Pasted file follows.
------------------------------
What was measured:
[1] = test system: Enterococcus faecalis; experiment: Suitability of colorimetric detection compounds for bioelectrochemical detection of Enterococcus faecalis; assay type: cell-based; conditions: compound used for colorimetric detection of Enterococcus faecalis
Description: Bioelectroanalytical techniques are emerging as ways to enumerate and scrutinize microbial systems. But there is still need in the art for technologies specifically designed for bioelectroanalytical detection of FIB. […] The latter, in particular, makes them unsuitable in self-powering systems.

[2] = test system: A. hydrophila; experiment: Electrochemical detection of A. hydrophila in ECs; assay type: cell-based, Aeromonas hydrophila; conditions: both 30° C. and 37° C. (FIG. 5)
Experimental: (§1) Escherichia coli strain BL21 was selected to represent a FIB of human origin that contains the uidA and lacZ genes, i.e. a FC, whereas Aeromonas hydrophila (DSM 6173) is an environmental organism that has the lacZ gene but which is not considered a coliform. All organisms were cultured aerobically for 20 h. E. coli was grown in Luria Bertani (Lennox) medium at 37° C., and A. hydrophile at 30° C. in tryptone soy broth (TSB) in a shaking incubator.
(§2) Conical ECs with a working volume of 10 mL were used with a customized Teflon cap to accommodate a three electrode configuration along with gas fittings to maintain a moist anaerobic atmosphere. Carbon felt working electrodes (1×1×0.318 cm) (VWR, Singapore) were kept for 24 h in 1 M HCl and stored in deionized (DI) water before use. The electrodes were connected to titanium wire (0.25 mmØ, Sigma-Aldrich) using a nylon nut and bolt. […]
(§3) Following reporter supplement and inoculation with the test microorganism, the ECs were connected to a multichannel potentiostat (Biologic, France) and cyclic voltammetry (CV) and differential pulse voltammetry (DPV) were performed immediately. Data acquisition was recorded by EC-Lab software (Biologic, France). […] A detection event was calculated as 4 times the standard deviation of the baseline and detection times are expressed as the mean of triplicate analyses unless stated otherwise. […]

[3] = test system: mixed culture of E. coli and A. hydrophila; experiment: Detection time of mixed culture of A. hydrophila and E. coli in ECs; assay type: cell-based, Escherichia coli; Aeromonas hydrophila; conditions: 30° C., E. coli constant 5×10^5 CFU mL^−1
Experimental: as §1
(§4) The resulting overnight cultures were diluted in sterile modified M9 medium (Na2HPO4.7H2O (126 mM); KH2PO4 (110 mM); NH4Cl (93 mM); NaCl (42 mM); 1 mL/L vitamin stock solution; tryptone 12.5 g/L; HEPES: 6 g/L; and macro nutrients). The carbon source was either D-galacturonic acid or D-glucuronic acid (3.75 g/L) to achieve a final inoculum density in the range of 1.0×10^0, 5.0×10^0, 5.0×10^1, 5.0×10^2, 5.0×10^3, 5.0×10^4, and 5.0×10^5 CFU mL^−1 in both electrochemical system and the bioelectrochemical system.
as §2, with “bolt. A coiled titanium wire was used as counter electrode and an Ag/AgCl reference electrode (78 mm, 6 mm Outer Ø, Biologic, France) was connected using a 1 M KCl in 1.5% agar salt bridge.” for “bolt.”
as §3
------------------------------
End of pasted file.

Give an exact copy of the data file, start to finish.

What was measured:
[1] = test system: Enterococcus faecalis; experiment: Suitability of colorimetric detection compounds for bioelectrochemical detection of Enterococcus faecalis; assay type: cell-based; conditions: compound used for colorimetric detection of Enterococcus faecalis
Description: Bioelectroanalytical techniques are emerging as ways to enumerate and scrutinize microbial systems. But there is still need in the art for technologies specifically designed for bioelectroanalytical detection of FIB. […] The latter, in particular, makes them unsuitable in self-powering systems.

[2] = test system: A. hydrophila; experiment: Electrochemical detection of A. hydrophila in ECs; assay type: cell-based, Aeromonas hydrophila; conditions: both 30° C. and 37° C. (FIG. 5)
Experimental: (§1) Escherichia coli strain BL21 was selected to represent a FIB of human origin that contains the uidA and lacZ genes, i.e. a FC, whereas Aeromonas hydrophila (DSM 6173) is an environmental organism that has the lacZ gene but which is not considered a coliform. All organisms were cultured aerobically for 20 h. E. coli was grown in Luria Bertani (Lennox) medium at 37° C., and A. hydrophile at 30° C. in tryptone soy broth (TSB) in a shaking incubator.
(§2) Conical ECs with a working volume of 10 mL were used with a customized Teflon cap to accommodate a three electrode configuration along with gas fittings to maintain a moist anaerobic atmosphere. Carbon felt working electrodes (1×1×0.318 cm) (VWR, Singapore) were kept for 24 h in 1 M HCl and stored in deionized (DI) water before use. The electrodes were connected to titanium wire (0.25 mmØ, Sigma-Aldrich) using a nylon nut and bolt. […]
(§3) Following reporter supplement and inoculation with the test microorganism, the ECs were connected to a multichannel potentiostat (Biologic, France) and cyclic voltammetry (CV) and differential pulse voltammetry (DPV) were performed immediately. Data acquisition was recorded by EC-Lab software (Biologic, France). […] A detection event was calculated as 4 times the standard deviation of the baseline and detection times are expressed as the mean of triplicate analyses unless stated otherwise. […]

[3] = test system: mixed culture of E. coli and A. hydrophila; experiment: Detection time of mixed culture of A. hydrophila and E. coli in ECs; assay type: cell-based, Escherichia coli; Aeromonas hydrophila; conditions: 30° C., E. coli constant 5×10^5 CFU mL^−1
Experimental: as §1
(§4) The resulting overnight cultures were diluted in sterile modified M9 medium (Na2HPO4.7H2O (126 mM); KH2PO4 (110 mM); NH4Cl (93 mM); NaCl (42 mM); 1 mL/L vitamin stock solution; tryptone 12.5 g/L; HEPES: 6 g/L; and macro nutrients). The carbon source was either D-galacturonic acid or D-glucuronic acid (3.75 g/L) to achieve a final inoculum density in the range of 1.0×10^0, 5.0×10^0, 5.0×10^1, 5.0×10^2, 5.0×10^3, 5.0×10^4, and 5.0×10^5 CFU mL^−1 in both electrochemical system and the bioelectrochemical system.
as §2, with “bolt. A coiled titanium wire was used as counter electrode and an Ag/AgCl reference electrode (78 mm, 6 mm Outer Ø, Biologic, France) was connected using a 1 M KCl in 1.5% agar salt bridge.” for “bolt.”
as §3